It didn’t take long for the city of Los Angeles to reap the financial benefits of legalizing recreational cannabis. Since its legalization January, the city cannabis revenue already totals over $2.2 million in pot sales licensing fees, with about $800,000 currently outstanding. To date, 101 cannabis businesses have been authorized to operate legally.
Through the licensing program run by the Department of Cannabis Regulation, Los Angeles has collected more revenue from licensing fees than initially anticipated. The department projects that this number will reach $3.5 million by June and that the recreational industry will generate over $100 million each year from all sources of revenue, reports the Los Angeles Times.
Other new marijuana markets are also seeing green following the legalization of recreational cannabis. Alaska recently released tax revenue data that showed that the state has collected $6.3 million in tax revenue from cannabis cultivators since recreational marijuana sales began. There are currently 82 cultivators of marijuana presently licensed to sell cannabis to retailers or manufacturers, and many others whose licenses are pending, suggesting that the state is poised to collect even more in the next fiscal year.
Managing Exponential Industry Growth for Sustainable Cannabusiness
By 2020, analysts predict that California will generate $1.4 billion in tax revenue, a figure that reflects the vast potential that the state has in terms marijuana profits — Los Angeles itself is about as populous as the entire state of Colorado. The city already faces challenges in meeting these profit expectations. Leafly reported that the Department of Cannabis Regulation only has three full-time employees to handle licensing applications at this time; in contrast, Colorado has 35 employees.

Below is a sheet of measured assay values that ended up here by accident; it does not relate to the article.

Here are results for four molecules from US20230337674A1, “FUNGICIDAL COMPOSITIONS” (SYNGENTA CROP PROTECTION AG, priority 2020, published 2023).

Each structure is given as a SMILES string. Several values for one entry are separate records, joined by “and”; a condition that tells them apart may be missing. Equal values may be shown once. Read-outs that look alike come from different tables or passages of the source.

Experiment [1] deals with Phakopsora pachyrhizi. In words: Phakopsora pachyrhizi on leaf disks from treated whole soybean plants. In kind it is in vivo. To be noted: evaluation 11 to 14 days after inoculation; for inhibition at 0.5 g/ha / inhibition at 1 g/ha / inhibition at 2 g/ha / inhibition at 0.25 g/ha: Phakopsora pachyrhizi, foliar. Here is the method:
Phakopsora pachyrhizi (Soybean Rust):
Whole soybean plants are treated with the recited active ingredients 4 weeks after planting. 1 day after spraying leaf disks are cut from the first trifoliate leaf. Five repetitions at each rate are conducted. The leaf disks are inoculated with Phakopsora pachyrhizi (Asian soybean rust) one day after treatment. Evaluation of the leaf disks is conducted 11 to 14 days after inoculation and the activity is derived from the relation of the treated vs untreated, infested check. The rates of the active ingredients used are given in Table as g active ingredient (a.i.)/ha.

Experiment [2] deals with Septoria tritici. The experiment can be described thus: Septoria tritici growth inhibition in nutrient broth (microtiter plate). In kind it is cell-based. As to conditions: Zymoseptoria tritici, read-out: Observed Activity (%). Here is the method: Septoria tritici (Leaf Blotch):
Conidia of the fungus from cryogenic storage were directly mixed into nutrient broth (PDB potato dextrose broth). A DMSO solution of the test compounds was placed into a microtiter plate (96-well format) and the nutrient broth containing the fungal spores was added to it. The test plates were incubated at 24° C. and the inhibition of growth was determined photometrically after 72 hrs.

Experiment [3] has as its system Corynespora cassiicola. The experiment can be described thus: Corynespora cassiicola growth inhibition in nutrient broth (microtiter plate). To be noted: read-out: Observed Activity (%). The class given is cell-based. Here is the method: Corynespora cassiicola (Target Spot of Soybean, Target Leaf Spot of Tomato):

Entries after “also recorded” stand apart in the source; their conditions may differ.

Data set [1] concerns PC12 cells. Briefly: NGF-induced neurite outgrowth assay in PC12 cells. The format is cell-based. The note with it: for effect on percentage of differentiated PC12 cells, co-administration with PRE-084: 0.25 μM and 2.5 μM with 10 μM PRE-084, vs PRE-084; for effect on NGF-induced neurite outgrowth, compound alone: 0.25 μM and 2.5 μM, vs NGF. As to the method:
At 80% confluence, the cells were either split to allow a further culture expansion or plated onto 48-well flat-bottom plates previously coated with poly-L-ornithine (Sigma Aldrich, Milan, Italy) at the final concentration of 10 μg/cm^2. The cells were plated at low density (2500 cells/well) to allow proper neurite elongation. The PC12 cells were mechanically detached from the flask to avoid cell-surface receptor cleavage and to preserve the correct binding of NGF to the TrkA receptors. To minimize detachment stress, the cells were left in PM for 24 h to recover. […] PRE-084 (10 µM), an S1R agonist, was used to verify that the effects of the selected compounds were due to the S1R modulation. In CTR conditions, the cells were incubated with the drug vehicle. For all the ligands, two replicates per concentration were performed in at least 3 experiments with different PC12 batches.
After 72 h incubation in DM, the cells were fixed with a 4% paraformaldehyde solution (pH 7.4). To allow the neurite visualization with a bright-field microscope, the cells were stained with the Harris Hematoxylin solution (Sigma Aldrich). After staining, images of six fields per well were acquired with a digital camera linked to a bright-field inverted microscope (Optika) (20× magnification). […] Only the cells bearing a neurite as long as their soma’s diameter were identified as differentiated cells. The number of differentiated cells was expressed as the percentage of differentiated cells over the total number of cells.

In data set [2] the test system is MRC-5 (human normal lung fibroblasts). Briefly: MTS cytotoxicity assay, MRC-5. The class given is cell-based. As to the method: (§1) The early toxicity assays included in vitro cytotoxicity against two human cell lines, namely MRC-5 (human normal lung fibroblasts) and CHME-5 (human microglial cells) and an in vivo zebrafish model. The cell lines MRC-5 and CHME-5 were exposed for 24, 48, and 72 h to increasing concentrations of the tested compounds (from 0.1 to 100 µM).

“We’re at the point where we have many responsibilities, and not a lot of capacity,” said Cat Packer, the executive director of the Los Angeles Department of Cannabis Regulation in an interview with Leafly. “In order for us to move this conversation forward responsibly, we’re going to at least need to quadruple our team.”
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Challenges that Retailers Face to Operate Legally
Currently, the city is prioritizing awarding licenses to existing businesses that have been operating as medical cannabis dispensaries, but the growth of the marijuana business must keep step with consumer demand to ensure that the legal recreational industry can sustain itself.
Between the cost of becoming a legally licensed business to the inability of shops to use traditional banking services to operate, some retailers are still willing to risk getting hit with a hefty fine for operating illegally. Otherwise, these organizations have no financially viable pathway to legalize their operations — depriving the city of revenue that will support a functional, legal marijuana industry.
The initial data on revenue will likely spur the city to find ways to at least streamline the licensing process as a way to encourage business owners to become licensed operators.
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